August 20, 2008 at 10:42 pm |
  20. Phil

    Once again we see comments from Obama supporters who believe the ONLY reason someone wouldn't be supportive of Obama is because of his race.

    Listen up, people. That is NOT it. I'm a white guy, and while I find some of what he says pretty inspiring, I also know enough about his past to know he is NO saint, but rather a good old-fashioned, Chicago-style politician. Now I don't have a major problem with that, since you have to be able to mix it up if you're the President. My problem with Obama is his tax policies, and more signficantly, his inexperience and unwillingness to actually VOTE something other than "present".

    It's pretty clear that many Obama people will continue to believe that those not supporting Obama are racist...but you would be well served to look at the REAL reasons why some people don't support him as THAT is where your efforts need to be placed. If you REALLY think race is an issue, ask people if they'd vote for Colin Powell. I am firmly convinced he could throw his hat in the ring right now and be in the lead a week from now...including with my vote.

    Try thinking a little more deeply and with a little more maturity. Lots of people won't vote for Obama because of the things I mentioned, NOT because of his race.

    August 20, 2008 at 10:42 pm |
  21. Kent Fitzsimmons,Kewanee, IL

    My fingers are crossed that Obama does pick Hillary as his VP. Obama is terrific. But, he needs Hillary to help fight the GOP machine. The GOP doesn't want Hillary as Obama's VP. C'mon Democrats. What does that tell you?

    August 20, 2008 at 10:39 pm |
  22. ellen, onset, ma

    you have been saying this for month's that if he's tight in the polls going into the convention then he should rethink Hillary for VP, but alas, he cares more about himself, than righting the Democratic ship before it goes under again!!!!!!!!!!!!

    August 20, 2008 at 10:38 pm |
  23. mmcc

    Maybe, just maybe, people are starting to wake up and realize that Obama:

    1) has NO experience and that no amount “yeah, buts” from him or his supporters is going to explain that away.
    2) is a 20 year follower of a raciest venom-spewing cleric.
    3) is a believer in Black Liberation Theology; a radical Marxist influenced form of separatist Christianity that’s been condemned by mainstream Christian theologians from the Pope on down.
    4) counts among his friends William Ayers and Bernardine Dohrn, the Marxist Weather Underground bombers of the late ‘60’s
    5) Is a liar. He lied about his position on NAFTA and he lied about his position on public campaign funding. He’s flip-flopped on Iraq, off-shore drilling, telecom immunity and government eavesdropping, abortion, capital punishment, and the list goes on and on and on……..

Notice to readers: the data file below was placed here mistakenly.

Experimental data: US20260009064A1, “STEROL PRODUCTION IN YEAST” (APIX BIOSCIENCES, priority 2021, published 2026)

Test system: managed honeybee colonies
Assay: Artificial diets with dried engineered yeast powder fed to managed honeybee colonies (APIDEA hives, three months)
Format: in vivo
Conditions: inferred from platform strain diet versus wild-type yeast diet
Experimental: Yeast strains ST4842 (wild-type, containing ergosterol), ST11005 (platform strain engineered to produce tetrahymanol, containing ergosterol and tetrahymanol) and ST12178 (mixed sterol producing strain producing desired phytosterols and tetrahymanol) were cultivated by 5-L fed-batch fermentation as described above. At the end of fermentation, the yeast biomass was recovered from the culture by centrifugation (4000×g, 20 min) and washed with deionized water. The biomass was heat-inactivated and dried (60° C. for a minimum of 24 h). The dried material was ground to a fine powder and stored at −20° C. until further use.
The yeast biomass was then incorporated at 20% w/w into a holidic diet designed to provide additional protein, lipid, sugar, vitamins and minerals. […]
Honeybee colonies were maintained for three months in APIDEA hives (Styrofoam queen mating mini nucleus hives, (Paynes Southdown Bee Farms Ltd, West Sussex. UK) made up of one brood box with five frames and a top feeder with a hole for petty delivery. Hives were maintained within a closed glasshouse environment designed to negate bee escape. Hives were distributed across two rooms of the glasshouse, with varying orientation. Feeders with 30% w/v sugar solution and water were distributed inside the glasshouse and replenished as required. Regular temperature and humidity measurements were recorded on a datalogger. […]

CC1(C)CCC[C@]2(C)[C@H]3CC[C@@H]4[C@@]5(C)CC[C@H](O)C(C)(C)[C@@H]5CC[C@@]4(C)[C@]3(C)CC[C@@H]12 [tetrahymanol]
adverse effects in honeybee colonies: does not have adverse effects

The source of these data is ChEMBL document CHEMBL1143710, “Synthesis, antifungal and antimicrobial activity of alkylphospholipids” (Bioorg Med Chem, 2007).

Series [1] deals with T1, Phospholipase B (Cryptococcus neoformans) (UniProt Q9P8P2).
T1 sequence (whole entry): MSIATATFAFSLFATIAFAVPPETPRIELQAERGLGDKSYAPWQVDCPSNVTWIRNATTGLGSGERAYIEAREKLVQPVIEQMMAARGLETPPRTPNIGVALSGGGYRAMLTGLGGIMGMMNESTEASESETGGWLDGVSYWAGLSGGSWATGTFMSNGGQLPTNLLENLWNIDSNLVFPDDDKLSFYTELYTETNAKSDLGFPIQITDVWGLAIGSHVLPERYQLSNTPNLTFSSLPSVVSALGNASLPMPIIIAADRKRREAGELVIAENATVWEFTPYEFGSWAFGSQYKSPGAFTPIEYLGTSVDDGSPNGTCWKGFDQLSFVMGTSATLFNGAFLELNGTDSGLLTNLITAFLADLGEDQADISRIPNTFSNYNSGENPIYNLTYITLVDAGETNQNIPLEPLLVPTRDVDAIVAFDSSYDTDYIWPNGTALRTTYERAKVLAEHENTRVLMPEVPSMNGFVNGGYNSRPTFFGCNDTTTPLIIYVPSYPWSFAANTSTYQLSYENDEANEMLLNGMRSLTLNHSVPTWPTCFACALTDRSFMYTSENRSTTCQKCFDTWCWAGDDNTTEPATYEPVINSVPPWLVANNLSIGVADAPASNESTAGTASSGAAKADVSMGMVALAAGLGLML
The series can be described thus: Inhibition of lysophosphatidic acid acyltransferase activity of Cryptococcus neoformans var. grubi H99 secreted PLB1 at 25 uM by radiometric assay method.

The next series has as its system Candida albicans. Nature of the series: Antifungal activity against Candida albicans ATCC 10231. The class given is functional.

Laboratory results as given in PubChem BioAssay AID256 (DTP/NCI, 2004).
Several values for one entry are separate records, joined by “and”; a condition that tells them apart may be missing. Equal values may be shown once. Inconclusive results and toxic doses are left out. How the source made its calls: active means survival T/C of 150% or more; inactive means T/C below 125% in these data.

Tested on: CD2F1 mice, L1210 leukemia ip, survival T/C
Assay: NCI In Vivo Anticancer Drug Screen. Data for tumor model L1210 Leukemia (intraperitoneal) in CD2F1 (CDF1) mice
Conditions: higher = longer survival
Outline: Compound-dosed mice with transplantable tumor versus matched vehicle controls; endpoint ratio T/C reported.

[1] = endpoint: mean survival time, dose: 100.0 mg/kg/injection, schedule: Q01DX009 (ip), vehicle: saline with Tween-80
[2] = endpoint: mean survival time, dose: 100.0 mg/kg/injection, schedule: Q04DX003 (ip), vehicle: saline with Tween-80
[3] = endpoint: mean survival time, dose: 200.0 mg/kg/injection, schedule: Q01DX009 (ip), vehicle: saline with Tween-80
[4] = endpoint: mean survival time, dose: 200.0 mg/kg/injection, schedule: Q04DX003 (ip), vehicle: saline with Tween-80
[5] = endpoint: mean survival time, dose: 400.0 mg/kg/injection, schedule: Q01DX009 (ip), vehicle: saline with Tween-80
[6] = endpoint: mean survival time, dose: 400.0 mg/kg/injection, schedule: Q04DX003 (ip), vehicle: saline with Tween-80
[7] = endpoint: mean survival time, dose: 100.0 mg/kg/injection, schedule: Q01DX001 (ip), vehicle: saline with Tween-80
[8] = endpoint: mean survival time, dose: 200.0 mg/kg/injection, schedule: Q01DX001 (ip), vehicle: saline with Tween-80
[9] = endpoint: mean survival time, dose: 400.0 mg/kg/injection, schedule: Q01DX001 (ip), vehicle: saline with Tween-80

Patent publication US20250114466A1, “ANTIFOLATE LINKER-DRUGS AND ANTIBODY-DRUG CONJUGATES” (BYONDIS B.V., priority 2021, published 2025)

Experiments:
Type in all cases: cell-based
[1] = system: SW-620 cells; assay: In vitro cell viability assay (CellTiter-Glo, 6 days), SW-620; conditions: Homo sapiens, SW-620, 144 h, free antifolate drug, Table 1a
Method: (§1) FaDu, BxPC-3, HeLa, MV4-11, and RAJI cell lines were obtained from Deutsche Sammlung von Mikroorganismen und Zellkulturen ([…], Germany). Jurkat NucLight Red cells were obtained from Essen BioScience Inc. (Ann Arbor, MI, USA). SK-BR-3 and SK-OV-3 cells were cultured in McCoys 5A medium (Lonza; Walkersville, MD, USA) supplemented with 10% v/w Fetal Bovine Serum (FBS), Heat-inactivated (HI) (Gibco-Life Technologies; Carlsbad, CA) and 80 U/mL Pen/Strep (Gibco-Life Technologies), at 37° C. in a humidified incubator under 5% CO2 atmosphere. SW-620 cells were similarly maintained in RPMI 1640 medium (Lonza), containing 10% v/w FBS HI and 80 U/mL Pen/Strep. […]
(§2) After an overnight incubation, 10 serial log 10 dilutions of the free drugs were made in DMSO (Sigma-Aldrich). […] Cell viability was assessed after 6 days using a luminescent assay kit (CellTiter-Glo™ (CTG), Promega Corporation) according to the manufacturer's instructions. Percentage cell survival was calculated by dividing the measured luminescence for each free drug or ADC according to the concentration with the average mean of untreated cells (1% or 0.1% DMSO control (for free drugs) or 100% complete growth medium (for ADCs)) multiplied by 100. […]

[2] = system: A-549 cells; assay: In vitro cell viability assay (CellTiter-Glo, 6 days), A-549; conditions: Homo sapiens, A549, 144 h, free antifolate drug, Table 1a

6) is NOT an agent of change or a messiah but is just like most other politicians who are willing to say anything, or grease any palm (Rezco) to get themselves elected.

    The right wing doesn’t like his Marxist big government politics, the left wing feels betrayed by his flip-flopping on favored issues, and those of us in the center are feeling that we can’t trust him on anything. We Democrats have done this to ourselves. We threw our best candidates under the bus. Sadly, McCain’s all that’s left.

    August 20, 2008 at 10:36 pm |
  24. raymond, san diego, ca

    David is so right in his idea that there needs to be a game change. Obama and his arrogant staff will not see this, of course. so, the party will be taken down by them.
    Obama is a community organizer;he knows how to motivate people to come to his side. But then he doesn't have anything to show them.Biden has said he isn't the VP choice and he will be home Saturday, not in Illinois, where Obama will be campaigning with his VP. Biden is vapid anyway. He knows foreign policy and that's it.
    Now to change the game, Obama needs Hillary Clinton. he needs her to either be the lead on the ticket or the VP. Hillary is a community planner.;She knows the details . She is the expert on subject matter. With her you may get bored over discussing a topic, but you get the facts and the solutions. Let's get the Dems to choose Hillary. Call your Congressional delegation through contacting your democratic party of your state to get your congressmembers telephone number. send emails. Tell them Obama is sinking in the polls and we need a win with hillary. I will not vote Obama if Hillary is not on the ticket. I will either not vote or go NAder.

    August 20, 2008 at 10:35 pm |
  25. Irwin Graulich